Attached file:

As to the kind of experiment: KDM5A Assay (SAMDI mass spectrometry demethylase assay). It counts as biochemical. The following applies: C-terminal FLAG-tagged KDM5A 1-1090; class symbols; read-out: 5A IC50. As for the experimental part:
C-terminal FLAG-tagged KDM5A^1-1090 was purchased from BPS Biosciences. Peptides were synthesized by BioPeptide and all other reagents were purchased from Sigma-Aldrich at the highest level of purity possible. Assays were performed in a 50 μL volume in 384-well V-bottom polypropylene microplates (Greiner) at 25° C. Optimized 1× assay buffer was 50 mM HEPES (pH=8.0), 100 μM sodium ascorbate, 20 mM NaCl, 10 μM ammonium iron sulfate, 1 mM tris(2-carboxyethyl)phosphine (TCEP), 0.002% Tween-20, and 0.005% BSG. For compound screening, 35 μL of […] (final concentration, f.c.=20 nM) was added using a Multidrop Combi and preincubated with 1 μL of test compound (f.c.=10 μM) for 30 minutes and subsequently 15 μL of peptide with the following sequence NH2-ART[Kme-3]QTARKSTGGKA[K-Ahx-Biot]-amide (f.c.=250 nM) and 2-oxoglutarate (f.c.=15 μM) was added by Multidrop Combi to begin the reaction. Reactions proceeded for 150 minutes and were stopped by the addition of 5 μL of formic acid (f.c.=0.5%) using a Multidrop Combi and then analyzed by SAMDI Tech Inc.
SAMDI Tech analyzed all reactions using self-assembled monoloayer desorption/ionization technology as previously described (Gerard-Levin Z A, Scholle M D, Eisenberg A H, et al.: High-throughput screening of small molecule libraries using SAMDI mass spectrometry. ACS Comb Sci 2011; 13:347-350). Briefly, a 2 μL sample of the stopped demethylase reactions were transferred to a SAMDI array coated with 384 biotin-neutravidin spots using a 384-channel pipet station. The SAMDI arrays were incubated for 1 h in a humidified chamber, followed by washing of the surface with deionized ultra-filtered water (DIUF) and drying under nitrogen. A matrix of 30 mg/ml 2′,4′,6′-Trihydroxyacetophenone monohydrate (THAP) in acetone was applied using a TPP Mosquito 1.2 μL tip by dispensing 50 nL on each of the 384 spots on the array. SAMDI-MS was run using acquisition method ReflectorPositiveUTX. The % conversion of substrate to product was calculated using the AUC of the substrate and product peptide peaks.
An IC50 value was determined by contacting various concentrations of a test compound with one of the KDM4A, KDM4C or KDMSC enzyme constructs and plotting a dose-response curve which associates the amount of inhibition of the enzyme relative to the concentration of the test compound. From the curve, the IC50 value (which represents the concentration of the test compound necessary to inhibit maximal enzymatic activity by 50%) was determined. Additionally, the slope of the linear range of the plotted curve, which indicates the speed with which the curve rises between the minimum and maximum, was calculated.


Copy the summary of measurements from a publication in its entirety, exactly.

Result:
As to the kind of experiment: KDM5A Assay (SAMDI mass spectrometry demethylase assay). It counts as biochemical. The following applies: C-terminal FLAG-tagged KDM5A 1-1090; class symbols; read-out: 5A IC50. As for the experimental part:
C-terminal FLAG-tagged KDM5A^1-1090 was purchased from BPS Biosciences. Peptides were synthesized by BioPeptide and all other reagents were purchased from Sigma-Aldrich at the highest level of purity possible. Assays were performed in a 50 μL volume in 384-well V-bottom polypropylene microplates (Greiner) at 25° C. Optimized 1× assay buffer was 50 mM HEPES (pH=8.0), 100 μM sodium ascorbate, 20 mM NaCl, 10 μM ammonium iron sulfate, 1 mM tris(2-carboxyethyl)phosphine (TCEP), 0.002% Tween-20, and 0.005% BSG. For compound screening, 35 μL of […] (final concentration, f.c.=20 nM) was added using a Multidrop Combi and preincubated with 1 μL of test compound (f.c.=10 μM) for 30 minutes and subsequently 15 μL of peptide with the following sequence NH2-ART[Kme-3]QTARKSTGGKA[K-Ahx-Biot]-amide (f.c.=250 nM) and 2-oxoglutarate (f.c.=15 μM) was added by Multidrop Combi to begin the reaction. Reactions proceeded for 150 minutes and were stopped by the addition of 5 μL of formic acid (f.c.=0.5%) using a Multidrop Combi and then analyzed by SAMDI Tech Inc.
SAMDI Tech analyzed all reactions using self-assembled monoloayer desorption/ionization technology as previously described (Gerard-Levin Z A, Scholle M D, Eisenberg A H, et al.: High-throughput screening of small molecule libraries using SAMDI mass spectrometry. ACS Comb Sci 2011; 13:347-350). Briefly, a 2 μL sample of the stopped demethylase reactions were transferred to a SAMDI array coated with 384 biotin-neutravidin spots using a 384-channel pipet station. The SAMDI arrays were incubated for 1 h in a humidified chamber, followed by washing of the surface with deionized ultra-filtered water (DIUF) and drying under nitrogen. A matrix of 30 mg/ml 2′,4′,6′-Trihydroxyacetophenone monohydrate (THAP) in acetone was applied using a TPP Mosquito 1.2 μL tip by dispensing 50 nL on each of the 384 spots on the array. SAMDI-MS was run using acquisition method ReflectorPositiveUTX. The % conversion of substrate to product was calculated using the AUC of the substrate and product peptide peaks.
An IC50 value was determined by contacting various concentrations of a test compound with one of the KDM4A, KDM4C or KDMSC enzyme constructs and plotting a dose-response curve which associates the amount of inhibition of the enzyme relative to the concentration of the test compound. From the curve, the IC50 value (which represents the concentration of the test compound necessary to inhibit maximal enzymatic activity by 50%) was determined. Additionally, the slope of the linear range of the plotted curve, which indicates the speed with which the curve rises between the minimum and maximum, was calculated.